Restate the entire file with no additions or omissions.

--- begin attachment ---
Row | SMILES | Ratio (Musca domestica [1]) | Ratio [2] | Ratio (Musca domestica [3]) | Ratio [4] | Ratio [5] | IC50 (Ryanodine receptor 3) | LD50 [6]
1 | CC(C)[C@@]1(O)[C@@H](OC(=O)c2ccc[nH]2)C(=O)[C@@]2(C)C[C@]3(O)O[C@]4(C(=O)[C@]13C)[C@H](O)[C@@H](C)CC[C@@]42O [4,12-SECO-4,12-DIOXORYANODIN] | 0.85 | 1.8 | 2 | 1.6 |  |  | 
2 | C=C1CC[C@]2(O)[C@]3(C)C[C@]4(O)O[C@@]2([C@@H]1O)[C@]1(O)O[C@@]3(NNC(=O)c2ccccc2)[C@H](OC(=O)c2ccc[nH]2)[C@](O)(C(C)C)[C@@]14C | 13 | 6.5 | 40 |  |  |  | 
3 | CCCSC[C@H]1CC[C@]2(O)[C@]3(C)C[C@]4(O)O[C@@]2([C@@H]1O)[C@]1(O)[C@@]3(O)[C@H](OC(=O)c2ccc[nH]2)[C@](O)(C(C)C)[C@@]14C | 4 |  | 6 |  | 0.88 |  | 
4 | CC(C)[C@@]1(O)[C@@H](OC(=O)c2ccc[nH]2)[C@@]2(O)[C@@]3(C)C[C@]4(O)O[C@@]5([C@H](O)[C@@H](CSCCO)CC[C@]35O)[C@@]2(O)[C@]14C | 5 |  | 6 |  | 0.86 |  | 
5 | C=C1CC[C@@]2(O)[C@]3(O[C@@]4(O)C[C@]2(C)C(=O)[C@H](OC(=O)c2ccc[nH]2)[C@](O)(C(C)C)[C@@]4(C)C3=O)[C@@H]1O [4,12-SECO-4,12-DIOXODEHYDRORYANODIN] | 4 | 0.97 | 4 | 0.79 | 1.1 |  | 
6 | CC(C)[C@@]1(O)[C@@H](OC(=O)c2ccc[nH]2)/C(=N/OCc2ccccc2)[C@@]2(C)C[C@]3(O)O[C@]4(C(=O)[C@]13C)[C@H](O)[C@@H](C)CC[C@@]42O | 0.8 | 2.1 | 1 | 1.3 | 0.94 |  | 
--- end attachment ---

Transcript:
Row | SMILES | Ratio (Musca domestica [1]) | Ratio [2] | Ratio (Musca domestica [3]) | Ratio [4] | Ratio [5] | IC50 (Ryanodine receptor 3) | LD50 [6]
1 | CC(C)[C@@]1(O)[C@@H](OC(=O)c2ccc[nH]2)C(=O)[C@@]2(C)C[C@]3(O)O[C@]4(C(=O)[C@]13C)[C@H](O)[C@@H](C)CC[C@@]42O [4,12-SECO-4,12-DIOXORYANODIN] | 0.85 | 1.8 | 2 | 1.6 |  |  | 
2 | C=C1CC[C@]2(O)[C@]3(C)C[C@]4(O)O[C@@]2([C@@H]1O)[C@]1(O)O[C@@]3(NNC(=O)c2ccccc2)[C@H](OC(=O)c2ccc[nH]2)[C@](O)(C(C)C)[C@@]14C | 13 | 6.5 | 40 |  |  |  | 
3 | CCCSC[C@H]1CC[C@]2(O)[C@]3(C)C[C@]4(O)O[C@@]2([C@@H]1O)[C@]1(O)[C@@]3(O)[C@H](OC(=O)c2ccc[nH]2)[C@](O)(C(C)C)[C@@]14C | 4 |  | 6 |  | 0.88 |  | 
4 | CC(C)[C@@]1(O)[C@@H](OC(=O)c2ccc[nH]2)[C@@]2(O)[C@@]3(C)C[C@]4(O)O[C@@]5([C@H](O)[C@@H](CSCCO)CC[C@]35O)[C@@]2(O)[C@]14C | 5 |  | 6 |  | 0.86 |  | 
5 | C=C1CC[C@@]2(O)[C@]3(O[C@@]4(O)C[C@]2(C)C(=O)[C@H](OC(=O)c2ccc[nH]2)[C@](O)(C(C)C)[C@@]4(C)C3=O)[C@@H]1O [4,12-SECO-4,12-DIOXODEHYDRORYANODIN] | 4 | 0.97 | 4 | 0.79 | 1.1 |  | 
6 | CC(C)[C@@]1(O)[C@@H](OC(=O)c2ccc[nH]2)/C(=N/OCc2ccccc2)[C@@]2(C)C[C@]3(O)O[C@]4(C(=O)[C@]13C)[C@H](O)[C@@H](C)CC[C@@]42O | 0.8 | 2.1 | 1 | 1.3 | 0.94 |  | 